There's discomfort, and then there's starting a company
You sell your company, make millions of dollars, and now you get to choose how you want to live the rest of your life. It probably makes sense to splurge a little bit.
A fancy watch, new car, and bigger home are some of the obvious ones that jump to mind. These are the creature comforts that people want and deserve to have, once they have the means to attain them.
Unless, of course, your name is Graham Hill and you live an ascetic, minimalistic, stripped-down, environmentally-friendly, quaint, simple lifestyle. For those of you who are actually ascetics and actually live in caves, you should probably know that Graham Hill is the founder of TreeHugger, an environmental blog that sold for millions to Discovery Communications.
Now he lives an ascetic, minimalistic, stripped-down, environmentally-friendly, quaint, simple life... and achieves all this by giving TED Talks, appearing in the New York Times, and proudly presenting his home on Vimeo to visitors of his site. Just like a hermit.
He’s also handsome, charming, and loves taking close-up photos of his divinely-crafted face. Just like a Buddhist monk.
Far be it from me to tell a handsome young millionaire how to live his life, but I’m not sure Hill’s faux-asceticism is really an embrace of discomfort. He seems to be very comfortable on stage talking to people at TED or dancing around the pages of the NYT, Business Insider, etc.
Has he even left his comfort zone at all?
I’m not going to tell Graham or any successful person what to do after they make their riches. I’m not going to tell a person who hasn’t made their riches what to do with their lives. But I think people as successful as Graham Hill got that way not because they embraced material or physical discomfort...
It’s because they embraced career discomfort.
They quit perfectly secure jobs where they were likely to get promotions in the next few years. They moved from towns where their friends and family lived in order to be in San Francisco or New York. They took their life savings — $80,000 or so — and spent half of it in six months on a contract PHP developer, who got them a prototype around which they could fundraise.
They told their girlfriend that they wouldn’t see them as much. They started asking their parents to help them with things that a 30-year old shouldn’t have to ask their parents to do anymore. They sent their future children to future public school. They risked getting laughed at by everyone they know.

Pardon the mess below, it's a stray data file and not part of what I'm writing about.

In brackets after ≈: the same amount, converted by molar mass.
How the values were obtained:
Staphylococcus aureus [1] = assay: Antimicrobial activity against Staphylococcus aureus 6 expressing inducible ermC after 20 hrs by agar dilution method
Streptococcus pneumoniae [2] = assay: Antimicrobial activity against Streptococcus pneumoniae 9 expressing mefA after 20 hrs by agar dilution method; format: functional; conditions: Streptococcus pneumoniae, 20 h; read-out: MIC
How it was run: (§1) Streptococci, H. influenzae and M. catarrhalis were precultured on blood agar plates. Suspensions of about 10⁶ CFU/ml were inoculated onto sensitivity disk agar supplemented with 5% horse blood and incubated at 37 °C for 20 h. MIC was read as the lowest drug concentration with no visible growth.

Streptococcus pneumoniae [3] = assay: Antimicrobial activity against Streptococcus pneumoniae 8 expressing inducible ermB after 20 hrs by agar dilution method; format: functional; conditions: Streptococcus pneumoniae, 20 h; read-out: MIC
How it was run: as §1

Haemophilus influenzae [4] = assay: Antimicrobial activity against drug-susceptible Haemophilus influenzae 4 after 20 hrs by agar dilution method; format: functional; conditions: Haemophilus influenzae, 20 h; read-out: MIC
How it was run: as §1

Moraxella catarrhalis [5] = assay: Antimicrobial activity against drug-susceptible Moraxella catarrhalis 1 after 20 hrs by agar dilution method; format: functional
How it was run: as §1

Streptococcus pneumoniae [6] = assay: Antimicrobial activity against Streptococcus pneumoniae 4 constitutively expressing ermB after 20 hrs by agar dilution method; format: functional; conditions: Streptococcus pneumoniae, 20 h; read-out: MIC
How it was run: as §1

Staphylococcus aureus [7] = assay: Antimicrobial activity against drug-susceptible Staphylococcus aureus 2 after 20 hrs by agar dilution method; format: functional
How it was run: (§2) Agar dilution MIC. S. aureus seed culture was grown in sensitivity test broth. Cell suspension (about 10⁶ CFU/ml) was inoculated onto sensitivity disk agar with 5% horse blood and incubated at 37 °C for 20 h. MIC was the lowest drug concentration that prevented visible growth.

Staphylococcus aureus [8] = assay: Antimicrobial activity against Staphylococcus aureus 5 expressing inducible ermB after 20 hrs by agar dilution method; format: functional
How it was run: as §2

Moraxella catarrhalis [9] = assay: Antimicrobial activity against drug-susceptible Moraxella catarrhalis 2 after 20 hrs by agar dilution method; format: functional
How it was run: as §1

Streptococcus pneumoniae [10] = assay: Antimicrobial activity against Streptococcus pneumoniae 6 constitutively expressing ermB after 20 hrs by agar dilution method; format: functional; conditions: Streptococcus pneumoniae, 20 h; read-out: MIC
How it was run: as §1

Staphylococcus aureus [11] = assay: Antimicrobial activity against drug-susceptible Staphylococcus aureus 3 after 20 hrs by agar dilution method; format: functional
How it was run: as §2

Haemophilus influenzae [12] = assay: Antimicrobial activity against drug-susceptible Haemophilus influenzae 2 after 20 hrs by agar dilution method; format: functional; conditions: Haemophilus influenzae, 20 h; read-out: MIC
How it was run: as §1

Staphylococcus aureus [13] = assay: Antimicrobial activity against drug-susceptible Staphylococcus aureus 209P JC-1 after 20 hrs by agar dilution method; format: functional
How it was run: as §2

But through it all, they probably still had their 2009 Acura or the Tag Heuer watch that they got for graduation. And they probably still have cable and HBO and a Netflix subscription. Yes, they still go to restaurants, but less often. They may even own a fancy Italian suit.
As I look forward to my next venture, I am making very few material sacrifices. I have no problem upgrading homes, watches, or any other material comfort that I couldn’t afford several years ago. I like nice things.
I am not, and I will never be like Graham Hill. But my life is about to get very uncomfortable. Starting a company from scratch involves doing things that you hate having to do, no matter how nice a car you drive.
My seed round does not afford me the luxury of an HR manager or recruiters, so I am going into LinkedIn and begging people I don’t know to accept my phone calls. A lot of them, and it takes hours each day to send out those “Join My Network / Please Take My Call” invitations.
My previous success will not change the fact that I am working insane hours and am now eating ‘stress food’ again, even though the one thing I was supposed to do this year was get into shape.
Nothing I did in the past will enable me to be in two places at the same time — half of my initial employees will be outside of California — so I’m going to be in a long-distance relationship with my girlfriend half the year as I work out of Brooklyn.
Raising a Series A is like getting a rectal exam and having the doctor accidentally lose the results four times per week for months on end. It is horrible for first, second, and third time entrepreneurs alike. It will be the story of my Summer 2013. My previous venture may help my odds, but it sure as hell won’t make the process any more comfortable.
Waking up early when shit goes wrong — site outage, editorial emergency, New Yorker forgetting what time zones are — will be part of the gig. Life is about to be very uncomfortable for me, made all the less comfortable by the knowledge that I don’t have to do this to myself.
But that’s the kind of life that I am choosing to live, because that’s what makes me happy, taking a comfortable career situation, and making it an uncomfortable career situation.
And that’s the kind of person I look for when I’m starting my new business. I want to hire people who are very comfortable right now with their jobs in engineering, editorial, and sales — and I want them to get as uncomfortable as possible.
Together, my team and I will be an often-miserable lot. I do not relish spending the next five years defusing go-nowhere arguments between engineers, editors, and salesmen.
My new Armani suit will not shield me from that.